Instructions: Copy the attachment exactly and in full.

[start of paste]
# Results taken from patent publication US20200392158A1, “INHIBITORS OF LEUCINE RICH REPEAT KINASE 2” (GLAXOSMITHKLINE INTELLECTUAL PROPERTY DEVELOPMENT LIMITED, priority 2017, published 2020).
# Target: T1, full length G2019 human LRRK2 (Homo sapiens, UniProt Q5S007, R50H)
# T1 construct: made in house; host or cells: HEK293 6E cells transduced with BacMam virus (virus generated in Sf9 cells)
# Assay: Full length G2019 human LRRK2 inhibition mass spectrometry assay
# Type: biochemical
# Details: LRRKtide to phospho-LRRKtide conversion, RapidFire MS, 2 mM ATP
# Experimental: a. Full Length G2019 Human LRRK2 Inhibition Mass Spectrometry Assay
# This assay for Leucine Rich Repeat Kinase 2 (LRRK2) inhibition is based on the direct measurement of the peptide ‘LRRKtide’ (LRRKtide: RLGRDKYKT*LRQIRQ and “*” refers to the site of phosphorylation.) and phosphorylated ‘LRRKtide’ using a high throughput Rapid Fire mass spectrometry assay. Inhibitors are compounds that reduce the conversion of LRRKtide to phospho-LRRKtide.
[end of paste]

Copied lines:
# Results taken from patent publication US20200392158A1, “INHIBITORS OF LEUCINE RICH REPEAT KINASE 2” (GLAXOSMITHKLINE INTELLECTUAL PROPERTY DEVELOPMENT LIMITED, priority 2017, published 2020).
# Target: T1, full length G2019 human LRRK2 (Homo sapiens, UniProt Q5S007, R50H)
# T1 construct: made in house; host or cells: HEK293 6E cells transduced with BacMam virus (virus generated in Sf9 cells)
# Assay: Full length G2019 human LRRK2 inhibition mass spectrometry assay
# Type: biochemical
# Details: LRRKtide to phospho-LRRKtide conversion, RapidFire MS, 2 mM ATP
# Experimental: a. Full Length G2019 Human LRRK2 Inhibition Mass Spectrometry Assay
# This assay for Leucine Rich Repeat Kinase 2 (LRRK2) inhibition is based on the direct measurement of the peptide ‘LRRKtide’ (LRRKtide: RLGRDKYKT*LRQIRQ and “*” refers to the site of phosphorylation.) and phosphorylated ‘LRRKtide’ using a high throughput Rapid Fire mass spectrometry assay. Inhibitors are compounds that reduce the conversion of LRRKtide to phospho-LRRKtide.